The Red Dead Online beta is still trundling on, and with it the continued complaints about griefing, the in-game economy, microtransactions and lack of content. This week the game received a major update - and despite specifically seeking to address "destructive player behaviour", the update has received criticism for failing to fully address griefing problems, and for actually encouraging aggressive play.
Oh, and all those other issues are still lingering too.
On the griefing front, Rockstar has managed to make some positive changes, including tweaks to the parley system. Previously you had to be killed several times before being given the option to parley or feud: now players have the option to parley after one death, meaning you can instantly opt not to be damaged by the posse (or damage them) for 10 minutes.
Beyond this, players with consistently aggressive behaviour are now being marked in red on the map and minimap, while peaceful players only show when in very close proximity. Those who are consistently aggressive can now rack up considerable bounties and trigger NPC bounty hunters to appear.
In theory, all of this should help - but unfortunately other aspects of the update directly undermine these changes. As highlighted by desmondao on a highly popular Reddit thread, the introduction of daily challenges means players are encouraged to kill one another to gain rewards. Meanwhile, should you choose to shoot someone first in act of self-defence, you will be marked as a griefer on the minimap - sometimes causing confusion as to who the griefers actually are.
From my own experiences in free roam over the past few days, I found some of the update's features were genuinely helpful. The instant parley option, for instance, is invaluable in preventing specific players from repeatedly targeting you.
The problem is that so many people instantly shoot each other in Red Dead Online that the griefing comes from a different player every time. In my five hours of play since the update - on a new account which shouldn't have posed much of a threat to other players - I only met three players who didn't instantly attack me, and one of them was AFK. None of the aggressive posses seemed particularly bothered by the NPC bounty hunters either: they simply slaughtered them all.
Despite the new map system, it's still surprisingly easy for an aggressive player to get the drop on you. As an example, here's a video of one of the incidents from last night, in which my midnight hunting/gathering session was rudely interrupted by a random blue player. When I called my horse back, my carcasses were gone. Brilliant.
The cause of this aggression is partly because it's so easy to kill: why take the chance someone else will shoot you when you can shoot them first? On top of this, there are very few reasons to interact with players outside your posse other than through violence. The addition of daily challenges only adds further incentive to randomly kill other players.
Although it's fun to have shoot-outs on occasion, if you want to actually do other things like hunting, fishing and story missions in free roam, the aggression becomes irritating when you're just trying to get around. When I was trying to reach a mission in Blackwater, it took me 10 minutes and three deaths to finally get to the NPC.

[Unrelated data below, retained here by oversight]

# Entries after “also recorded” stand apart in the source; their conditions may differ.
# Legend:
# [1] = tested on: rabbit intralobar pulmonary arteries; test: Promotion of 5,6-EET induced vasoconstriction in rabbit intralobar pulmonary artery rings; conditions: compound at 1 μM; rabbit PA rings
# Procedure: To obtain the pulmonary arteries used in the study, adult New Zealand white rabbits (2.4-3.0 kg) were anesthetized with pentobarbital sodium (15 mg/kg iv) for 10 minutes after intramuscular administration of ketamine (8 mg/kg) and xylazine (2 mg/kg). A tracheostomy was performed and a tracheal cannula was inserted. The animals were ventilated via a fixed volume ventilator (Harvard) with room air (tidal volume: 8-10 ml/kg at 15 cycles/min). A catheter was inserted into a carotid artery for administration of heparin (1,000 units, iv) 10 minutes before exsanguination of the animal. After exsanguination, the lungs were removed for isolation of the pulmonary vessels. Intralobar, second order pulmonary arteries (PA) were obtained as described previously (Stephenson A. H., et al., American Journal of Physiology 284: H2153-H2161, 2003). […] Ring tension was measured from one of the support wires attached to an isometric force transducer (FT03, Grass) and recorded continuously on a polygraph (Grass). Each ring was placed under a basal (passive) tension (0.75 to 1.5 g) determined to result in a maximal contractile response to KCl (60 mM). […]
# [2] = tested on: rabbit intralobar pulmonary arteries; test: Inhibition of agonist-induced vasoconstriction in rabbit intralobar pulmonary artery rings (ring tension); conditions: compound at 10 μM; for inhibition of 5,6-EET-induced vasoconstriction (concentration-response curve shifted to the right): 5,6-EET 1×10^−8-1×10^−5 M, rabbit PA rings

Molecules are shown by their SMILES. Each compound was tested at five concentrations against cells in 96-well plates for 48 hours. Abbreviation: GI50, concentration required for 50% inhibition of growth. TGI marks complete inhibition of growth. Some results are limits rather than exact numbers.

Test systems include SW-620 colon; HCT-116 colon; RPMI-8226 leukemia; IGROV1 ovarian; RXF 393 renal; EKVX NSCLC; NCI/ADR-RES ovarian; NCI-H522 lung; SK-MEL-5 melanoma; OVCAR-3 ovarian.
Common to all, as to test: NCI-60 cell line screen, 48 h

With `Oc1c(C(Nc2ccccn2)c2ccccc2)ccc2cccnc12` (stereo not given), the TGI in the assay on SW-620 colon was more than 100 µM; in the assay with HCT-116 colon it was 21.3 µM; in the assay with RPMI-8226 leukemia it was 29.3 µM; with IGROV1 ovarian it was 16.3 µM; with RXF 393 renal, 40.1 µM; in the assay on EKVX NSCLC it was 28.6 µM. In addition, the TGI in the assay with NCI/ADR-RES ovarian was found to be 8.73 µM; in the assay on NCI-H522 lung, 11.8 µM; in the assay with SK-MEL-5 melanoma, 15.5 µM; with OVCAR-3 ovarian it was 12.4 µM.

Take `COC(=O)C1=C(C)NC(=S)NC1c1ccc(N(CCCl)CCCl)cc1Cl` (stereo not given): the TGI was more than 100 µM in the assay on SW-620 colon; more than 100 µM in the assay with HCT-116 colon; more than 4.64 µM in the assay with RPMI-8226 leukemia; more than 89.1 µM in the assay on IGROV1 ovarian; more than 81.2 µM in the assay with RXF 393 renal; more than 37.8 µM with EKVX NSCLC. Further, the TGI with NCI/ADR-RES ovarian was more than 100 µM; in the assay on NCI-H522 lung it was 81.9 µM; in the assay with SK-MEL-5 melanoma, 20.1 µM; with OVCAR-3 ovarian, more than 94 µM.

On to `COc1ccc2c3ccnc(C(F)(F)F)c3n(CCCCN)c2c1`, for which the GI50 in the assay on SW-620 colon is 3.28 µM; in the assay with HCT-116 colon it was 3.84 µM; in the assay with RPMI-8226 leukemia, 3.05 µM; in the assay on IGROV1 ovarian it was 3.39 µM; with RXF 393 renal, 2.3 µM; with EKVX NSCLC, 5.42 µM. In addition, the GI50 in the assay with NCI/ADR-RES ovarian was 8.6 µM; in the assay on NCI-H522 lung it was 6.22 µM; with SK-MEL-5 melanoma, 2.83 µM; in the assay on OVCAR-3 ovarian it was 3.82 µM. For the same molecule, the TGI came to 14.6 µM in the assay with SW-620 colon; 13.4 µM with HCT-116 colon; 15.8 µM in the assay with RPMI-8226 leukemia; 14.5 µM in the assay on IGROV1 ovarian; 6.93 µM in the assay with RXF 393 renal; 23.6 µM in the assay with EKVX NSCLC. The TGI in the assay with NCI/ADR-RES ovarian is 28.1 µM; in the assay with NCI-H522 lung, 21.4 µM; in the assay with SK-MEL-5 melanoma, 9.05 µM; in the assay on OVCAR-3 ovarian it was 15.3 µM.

And, if you're playing for the purpose of immersion, you're sure not going to find it in free roam, which currently feels more like a giant death match than an open world game. There's not much middle ground between opting to hide away in the wilderness or throw yourself into a never-ending firefight. It's a shame, because Red Dead Redemption 2 has a fantastic game world - but the current multiplayer systems are detracting from this.
Meanwhile, in the economics department, players still have a number of criticisms about Red Dead Online's grind. When players discovered basics like baked beans were more valuable than gold rings and missions were giving fairly low rewards, many resorted to alternative sources of income to pull in cash, such as fishing and hunting. Although not addressed in the patch notes, the latter of these has received a significant nerf in the update, with the money received for hunting rewards slashed in half. Perfect deer carcasses, for instance, now fetch $5 instead of $10.
The introduction of the bounty system is only adding to financial pressures: I found myself steadily racking up penalties simply for defending myself against other players (about $1 for each kill). It may not sound like much, but when you factor in other overheads such as stable upkeep, food and ammo, it takes a very long time to earn any cash in Red Dead Online: something that feels particularly galling compared to the income flow in the story version.
With Rockstar simultaneously introducing a variety of (rather ugly) paid cosmetics and expensive emotes, it's safe to say the update has not gone down well.
What about that final problem - a steady flow of new content? This update does add a few points of interest, including fishing challenges, target races and a new event called Fool's Gold, along with the (slightly dubious) daily challenges and a new shotgun. But there are no new story missions, side missions or actually aesthetically pleasing cosmetics.
Although it's still in beta, it seems Rockstar still has plenty of work to do to make Red Dead Online feel alive. If it wants to keep up with competitors, it had better do it quickly.
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